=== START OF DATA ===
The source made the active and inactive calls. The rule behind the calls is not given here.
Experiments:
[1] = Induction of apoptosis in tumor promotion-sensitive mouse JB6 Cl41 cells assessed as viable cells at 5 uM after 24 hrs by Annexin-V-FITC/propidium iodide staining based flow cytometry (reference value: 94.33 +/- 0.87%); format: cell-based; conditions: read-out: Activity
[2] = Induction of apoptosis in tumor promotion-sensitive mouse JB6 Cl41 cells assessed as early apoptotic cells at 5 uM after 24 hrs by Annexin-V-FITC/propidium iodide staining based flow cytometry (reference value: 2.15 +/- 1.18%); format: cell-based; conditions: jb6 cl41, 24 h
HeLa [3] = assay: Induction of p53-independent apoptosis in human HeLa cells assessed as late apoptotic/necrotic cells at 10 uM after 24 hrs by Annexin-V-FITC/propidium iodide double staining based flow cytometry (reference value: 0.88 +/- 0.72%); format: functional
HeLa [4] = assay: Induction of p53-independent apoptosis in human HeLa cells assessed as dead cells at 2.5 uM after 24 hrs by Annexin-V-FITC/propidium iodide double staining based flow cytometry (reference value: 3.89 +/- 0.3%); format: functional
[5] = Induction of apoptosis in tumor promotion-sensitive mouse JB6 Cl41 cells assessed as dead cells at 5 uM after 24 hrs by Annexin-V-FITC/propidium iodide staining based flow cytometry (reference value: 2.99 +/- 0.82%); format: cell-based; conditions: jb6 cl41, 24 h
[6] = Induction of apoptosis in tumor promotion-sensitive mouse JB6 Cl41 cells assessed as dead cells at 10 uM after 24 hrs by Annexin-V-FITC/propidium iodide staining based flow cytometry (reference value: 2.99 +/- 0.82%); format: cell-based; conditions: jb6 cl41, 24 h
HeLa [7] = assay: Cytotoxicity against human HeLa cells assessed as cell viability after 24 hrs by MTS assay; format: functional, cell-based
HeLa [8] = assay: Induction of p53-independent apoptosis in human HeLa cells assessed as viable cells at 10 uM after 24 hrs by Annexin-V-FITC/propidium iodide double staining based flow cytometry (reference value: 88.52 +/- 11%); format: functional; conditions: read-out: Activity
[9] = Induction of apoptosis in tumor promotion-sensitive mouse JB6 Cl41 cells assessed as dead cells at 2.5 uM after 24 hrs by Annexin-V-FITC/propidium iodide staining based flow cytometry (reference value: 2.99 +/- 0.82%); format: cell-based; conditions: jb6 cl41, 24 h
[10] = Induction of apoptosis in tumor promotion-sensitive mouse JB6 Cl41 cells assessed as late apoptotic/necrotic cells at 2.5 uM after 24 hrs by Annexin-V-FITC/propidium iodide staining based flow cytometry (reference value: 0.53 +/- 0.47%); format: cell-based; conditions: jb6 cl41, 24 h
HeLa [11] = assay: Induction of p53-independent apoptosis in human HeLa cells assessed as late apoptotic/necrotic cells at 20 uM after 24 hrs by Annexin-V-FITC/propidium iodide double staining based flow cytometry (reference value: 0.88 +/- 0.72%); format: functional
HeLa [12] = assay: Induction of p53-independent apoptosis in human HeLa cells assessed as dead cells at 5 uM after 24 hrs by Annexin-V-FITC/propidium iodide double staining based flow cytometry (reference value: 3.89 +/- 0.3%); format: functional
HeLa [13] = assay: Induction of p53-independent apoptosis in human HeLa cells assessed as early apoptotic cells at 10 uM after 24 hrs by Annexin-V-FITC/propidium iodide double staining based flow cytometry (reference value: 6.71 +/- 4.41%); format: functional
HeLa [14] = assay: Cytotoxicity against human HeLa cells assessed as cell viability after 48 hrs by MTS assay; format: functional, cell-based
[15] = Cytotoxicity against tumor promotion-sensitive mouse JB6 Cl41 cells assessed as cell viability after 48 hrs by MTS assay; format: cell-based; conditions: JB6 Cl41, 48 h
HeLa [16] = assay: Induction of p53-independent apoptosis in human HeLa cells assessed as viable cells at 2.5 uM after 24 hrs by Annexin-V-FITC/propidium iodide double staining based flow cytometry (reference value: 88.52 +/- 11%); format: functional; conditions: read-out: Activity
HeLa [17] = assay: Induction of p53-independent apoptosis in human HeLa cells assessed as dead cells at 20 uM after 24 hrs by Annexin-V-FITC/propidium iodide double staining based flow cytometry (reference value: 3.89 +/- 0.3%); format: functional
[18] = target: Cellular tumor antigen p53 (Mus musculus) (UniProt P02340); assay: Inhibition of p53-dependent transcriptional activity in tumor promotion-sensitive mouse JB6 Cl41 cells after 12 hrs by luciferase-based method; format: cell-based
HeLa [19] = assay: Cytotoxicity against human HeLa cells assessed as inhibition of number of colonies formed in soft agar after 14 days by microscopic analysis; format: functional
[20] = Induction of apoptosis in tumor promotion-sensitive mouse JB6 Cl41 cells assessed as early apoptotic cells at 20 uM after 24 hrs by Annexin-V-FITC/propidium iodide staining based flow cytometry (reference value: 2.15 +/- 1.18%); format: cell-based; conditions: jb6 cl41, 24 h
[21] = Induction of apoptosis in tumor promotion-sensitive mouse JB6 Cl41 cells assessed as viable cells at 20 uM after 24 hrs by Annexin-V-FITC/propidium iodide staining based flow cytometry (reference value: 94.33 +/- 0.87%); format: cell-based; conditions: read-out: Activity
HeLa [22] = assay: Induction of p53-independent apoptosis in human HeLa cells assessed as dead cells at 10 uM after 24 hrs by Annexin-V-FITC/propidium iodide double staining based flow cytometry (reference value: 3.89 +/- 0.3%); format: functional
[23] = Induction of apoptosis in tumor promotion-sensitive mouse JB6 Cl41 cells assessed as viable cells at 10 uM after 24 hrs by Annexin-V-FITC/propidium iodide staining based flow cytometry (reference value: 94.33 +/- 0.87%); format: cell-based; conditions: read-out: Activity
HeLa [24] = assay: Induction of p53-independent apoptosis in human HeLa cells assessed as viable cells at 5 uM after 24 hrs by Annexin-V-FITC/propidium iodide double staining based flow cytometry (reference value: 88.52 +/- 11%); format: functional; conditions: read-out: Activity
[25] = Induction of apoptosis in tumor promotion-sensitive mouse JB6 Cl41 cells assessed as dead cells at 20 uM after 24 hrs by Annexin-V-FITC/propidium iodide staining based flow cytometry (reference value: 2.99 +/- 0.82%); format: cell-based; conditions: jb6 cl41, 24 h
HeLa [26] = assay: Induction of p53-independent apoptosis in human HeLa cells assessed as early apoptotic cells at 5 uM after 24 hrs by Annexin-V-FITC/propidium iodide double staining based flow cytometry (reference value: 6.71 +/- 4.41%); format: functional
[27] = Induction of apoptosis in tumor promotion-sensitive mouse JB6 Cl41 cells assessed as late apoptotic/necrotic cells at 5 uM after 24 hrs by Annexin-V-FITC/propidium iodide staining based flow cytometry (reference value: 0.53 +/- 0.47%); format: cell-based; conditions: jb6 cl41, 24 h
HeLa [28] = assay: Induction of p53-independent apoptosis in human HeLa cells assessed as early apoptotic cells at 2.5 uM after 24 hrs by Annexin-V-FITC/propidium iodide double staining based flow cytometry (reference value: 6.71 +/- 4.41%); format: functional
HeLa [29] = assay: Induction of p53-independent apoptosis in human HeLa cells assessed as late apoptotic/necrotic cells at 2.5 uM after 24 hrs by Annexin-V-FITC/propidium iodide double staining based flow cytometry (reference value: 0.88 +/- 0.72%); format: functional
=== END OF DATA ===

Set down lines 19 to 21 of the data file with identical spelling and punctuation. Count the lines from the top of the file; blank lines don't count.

HeLa [17] = assay: Induction of p53-independent apoptosis in human HeLa cells assessed as dead cells at 20 uM after 24 hrs by Annexin-V-FITC/propidium iodide double staining based flow cytometry (reference value: 3.89 +/- 0.3%); format: functional
[18] = target: Cellular tumor antigen p53 (Mus musculus) (UniProt P02340); assay: Inhibition of p53-dependent transcriptional activity in tumor promotion-sensitive mouse JB6 Cl41 cells after 12 hrs by luciferase-based method; format: cell-based
HeLa [19] = assay: Cytotoxicity against human HeLa cells assessed as inhibition of number of colonies formed in soft agar after 14 days by microscopic analysis; format: functional